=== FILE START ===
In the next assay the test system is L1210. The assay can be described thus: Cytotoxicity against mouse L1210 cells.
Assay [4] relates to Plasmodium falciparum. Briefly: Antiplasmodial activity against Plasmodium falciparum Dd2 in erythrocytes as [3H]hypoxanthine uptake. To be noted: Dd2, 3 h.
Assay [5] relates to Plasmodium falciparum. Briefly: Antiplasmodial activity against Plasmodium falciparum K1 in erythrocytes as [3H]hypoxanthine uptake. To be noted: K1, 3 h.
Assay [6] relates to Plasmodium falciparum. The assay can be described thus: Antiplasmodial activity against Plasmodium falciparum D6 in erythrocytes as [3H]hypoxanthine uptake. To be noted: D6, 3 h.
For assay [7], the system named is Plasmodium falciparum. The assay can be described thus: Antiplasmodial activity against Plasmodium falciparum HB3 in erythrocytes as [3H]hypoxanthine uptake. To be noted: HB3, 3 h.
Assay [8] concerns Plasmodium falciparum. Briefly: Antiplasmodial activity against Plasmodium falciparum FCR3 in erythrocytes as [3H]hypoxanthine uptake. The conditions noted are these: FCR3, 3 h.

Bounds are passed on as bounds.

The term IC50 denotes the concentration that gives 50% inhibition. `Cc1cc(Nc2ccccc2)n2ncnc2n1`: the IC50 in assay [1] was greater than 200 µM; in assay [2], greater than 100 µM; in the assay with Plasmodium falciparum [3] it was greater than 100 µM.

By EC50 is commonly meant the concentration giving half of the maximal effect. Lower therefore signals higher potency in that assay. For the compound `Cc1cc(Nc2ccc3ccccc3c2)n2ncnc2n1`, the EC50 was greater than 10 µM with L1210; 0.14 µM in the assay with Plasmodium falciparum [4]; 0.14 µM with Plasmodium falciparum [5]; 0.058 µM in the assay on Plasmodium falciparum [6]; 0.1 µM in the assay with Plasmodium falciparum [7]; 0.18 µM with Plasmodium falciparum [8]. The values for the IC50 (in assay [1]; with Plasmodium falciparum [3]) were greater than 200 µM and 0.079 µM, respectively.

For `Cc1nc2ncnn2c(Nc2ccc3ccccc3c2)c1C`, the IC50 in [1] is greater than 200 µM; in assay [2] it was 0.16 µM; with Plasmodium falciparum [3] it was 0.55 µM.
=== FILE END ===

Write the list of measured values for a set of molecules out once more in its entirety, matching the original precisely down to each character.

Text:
In the next assay the test system is L1210. The assay can be described thus: Cytotoxicity against mouse L1210 cells.
Assay [4] relates to Plasmodium falciparum. Briefly: Antiplasmodial activity against Plasmodium falciparum Dd2 in erythrocytes as [3H]hypoxanthine uptake. To be noted: Dd2, 3 h.
Assay [5] relates to Plasmodium falciparum. Briefly: Antiplasmodial activity against Plasmodium falciparum K1 in erythrocytes as [3H]hypoxanthine uptake. To be noted: K1, 3 h.
Assay [6] relates to Plasmodium falciparum. The assay can be described thus: Antiplasmodial activity against Plasmodium falciparum D6 in erythrocytes as [3H]hypoxanthine uptake. To be noted: D6, 3 h.
For assay [7], the system named is Plasmodium falciparum. The assay can be described thus: Antiplasmodial activity against Plasmodium falciparum HB3 in erythrocytes as [3H]hypoxanthine uptake. To be noted: HB3, 3 h.
Assay [8] concerns Plasmodium falciparum. Briefly: Antiplasmodial activity against Plasmodium falciparum FCR3 in erythrocytes as [3H]hypoxanthine uptake. The conditions noted are these: FCR3, 3 h.

Bounds are passed on as bounds.

The term IC50 denotes the concentration that gives 50% inhibition. `Cc1cc(Nc2ccccc2)n2ncnc2n1`: the IC50 in assay [1] was greater than 200 µM; in assay [2], greater than 100 µM; in the assay with Plasmodium falciparum [3] it was greater than 100 µM.

By EC50 is commonly meant the concentration giving half of the maximal effect. Lower therefore signals higher potency in that assay. For the compound `Cc1cc(Nc2ccc3ccccc3c2)n2ncnc2n1`, the EC50 was greater than 10 µM with L1210; 0.14 µM in the assay with Plasmodium falciparum [4]; 0.14 µM with Plasmodium falciparum [5]; 0.058 µM in the assay on Plasmodium falciparum [6]; 0.1 µM in the assay with Plasmodium falciparum [7]; 0.18 µM with Plasmodium falciparum [8]. The values for the IC50 (in assay [1]; with Plasmodium falciparum [3]) were greater than 200 µM and 0.079 µM, respectively.

For `Cc1nc2ncnn2c(Nc2ccc3ccccc3c2)c1C`, the IC50 in [1] is greater than 200 µM; in assay [2] it was 0.16 µM; with Plasmodium falciparum [3] it was 0.55 µM.